Modifying the DNA of embryos is a “line that should not be crossed”, a leading figure in US research says. Dr Francis Collins, National Institutes of Health director, was responding to reports that the first embryos had been modified in China.
He argued there were “serious and unquantifiable safety issues”, big ethical questions and no compelling medical reason to do it. He said the NIH would not fund such research in the US.
The advent of “Crispr technology” – which is a more precise way of editing DNA than anything that has come before – has spurred huge progress in genetics. But there had been growing concern these tremendous advances were making the modification of human embryos more likely. Dr Tony Perry, a pioneer in cloning, told the BBC News website in January that designer babies were no longer “HG Wells” territory. Concerns were also raised in the journal Nature as rumours circulated that it had already taken place.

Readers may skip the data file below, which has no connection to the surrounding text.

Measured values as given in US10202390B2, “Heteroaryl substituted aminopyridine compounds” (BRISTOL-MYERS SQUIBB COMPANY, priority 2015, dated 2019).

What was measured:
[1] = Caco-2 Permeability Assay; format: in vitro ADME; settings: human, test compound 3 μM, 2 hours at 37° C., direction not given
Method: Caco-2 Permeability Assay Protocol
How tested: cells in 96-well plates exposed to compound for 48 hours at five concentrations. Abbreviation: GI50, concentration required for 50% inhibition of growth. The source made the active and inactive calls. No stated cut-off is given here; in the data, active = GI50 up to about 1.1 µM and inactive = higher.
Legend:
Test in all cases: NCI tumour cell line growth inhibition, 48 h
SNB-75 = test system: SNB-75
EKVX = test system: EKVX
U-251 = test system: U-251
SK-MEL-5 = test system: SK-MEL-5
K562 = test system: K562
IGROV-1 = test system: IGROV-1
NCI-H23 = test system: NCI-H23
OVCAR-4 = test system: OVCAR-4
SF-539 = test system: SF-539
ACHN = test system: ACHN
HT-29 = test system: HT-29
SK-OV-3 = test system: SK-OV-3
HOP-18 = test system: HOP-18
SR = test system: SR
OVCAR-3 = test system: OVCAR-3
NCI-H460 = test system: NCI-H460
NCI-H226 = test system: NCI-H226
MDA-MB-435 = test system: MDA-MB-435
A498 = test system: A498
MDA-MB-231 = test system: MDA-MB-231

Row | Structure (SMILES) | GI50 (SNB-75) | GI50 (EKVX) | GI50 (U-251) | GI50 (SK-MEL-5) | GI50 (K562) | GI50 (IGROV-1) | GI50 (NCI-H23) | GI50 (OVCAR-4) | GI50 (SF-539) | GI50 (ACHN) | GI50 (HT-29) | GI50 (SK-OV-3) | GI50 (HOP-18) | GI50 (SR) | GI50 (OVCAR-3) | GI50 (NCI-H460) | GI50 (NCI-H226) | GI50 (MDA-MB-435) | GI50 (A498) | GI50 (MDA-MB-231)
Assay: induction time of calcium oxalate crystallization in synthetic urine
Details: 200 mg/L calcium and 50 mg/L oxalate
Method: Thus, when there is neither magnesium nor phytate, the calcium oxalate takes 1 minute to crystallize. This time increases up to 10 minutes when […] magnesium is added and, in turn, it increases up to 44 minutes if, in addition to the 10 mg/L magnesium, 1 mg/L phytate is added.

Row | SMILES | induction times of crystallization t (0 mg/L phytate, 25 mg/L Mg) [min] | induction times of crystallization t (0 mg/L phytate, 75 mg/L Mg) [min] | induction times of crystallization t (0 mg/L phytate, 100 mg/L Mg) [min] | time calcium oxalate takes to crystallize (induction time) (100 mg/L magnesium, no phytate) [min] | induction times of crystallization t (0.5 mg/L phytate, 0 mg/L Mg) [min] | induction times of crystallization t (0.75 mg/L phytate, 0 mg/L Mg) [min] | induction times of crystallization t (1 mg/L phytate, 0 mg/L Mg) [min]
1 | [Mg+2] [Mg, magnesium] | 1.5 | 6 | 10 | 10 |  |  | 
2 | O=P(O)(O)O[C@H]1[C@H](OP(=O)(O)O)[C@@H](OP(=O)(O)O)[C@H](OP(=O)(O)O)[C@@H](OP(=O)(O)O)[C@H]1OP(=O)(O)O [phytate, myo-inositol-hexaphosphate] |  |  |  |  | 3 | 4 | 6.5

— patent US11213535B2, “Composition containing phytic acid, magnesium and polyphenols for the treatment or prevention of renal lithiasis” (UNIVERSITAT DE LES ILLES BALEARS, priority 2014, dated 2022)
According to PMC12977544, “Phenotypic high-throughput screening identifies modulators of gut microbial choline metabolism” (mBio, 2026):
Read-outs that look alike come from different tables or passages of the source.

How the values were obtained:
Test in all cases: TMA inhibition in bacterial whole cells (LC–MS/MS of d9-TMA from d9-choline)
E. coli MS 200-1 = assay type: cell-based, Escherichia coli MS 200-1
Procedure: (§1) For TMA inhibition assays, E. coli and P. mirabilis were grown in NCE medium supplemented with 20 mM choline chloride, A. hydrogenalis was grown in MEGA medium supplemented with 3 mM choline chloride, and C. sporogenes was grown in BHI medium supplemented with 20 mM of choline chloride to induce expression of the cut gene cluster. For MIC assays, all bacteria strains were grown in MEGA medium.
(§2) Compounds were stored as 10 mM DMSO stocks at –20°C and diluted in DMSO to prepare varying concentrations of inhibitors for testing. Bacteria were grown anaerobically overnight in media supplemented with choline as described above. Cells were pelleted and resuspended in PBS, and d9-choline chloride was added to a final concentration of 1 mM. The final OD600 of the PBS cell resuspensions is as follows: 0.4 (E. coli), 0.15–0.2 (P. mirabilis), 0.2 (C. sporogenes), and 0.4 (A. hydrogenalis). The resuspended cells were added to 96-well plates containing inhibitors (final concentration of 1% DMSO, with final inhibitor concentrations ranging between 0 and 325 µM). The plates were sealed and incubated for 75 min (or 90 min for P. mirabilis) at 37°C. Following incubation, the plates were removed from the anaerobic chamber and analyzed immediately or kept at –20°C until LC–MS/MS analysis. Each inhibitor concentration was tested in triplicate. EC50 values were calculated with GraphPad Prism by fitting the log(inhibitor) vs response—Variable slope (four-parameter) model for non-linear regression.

Last week a team at Sun Yat-sen University, in Guangzhou, reported using Crispr to modify defective parts of DNA that lead to a blood disorder called beta thalassaemia. Their world first, reported in the journal Protein and Cell, showed the correction was successful in seven out of 86 attempts. However, there were a number of other “off-target” mutations introduced to the genetic code.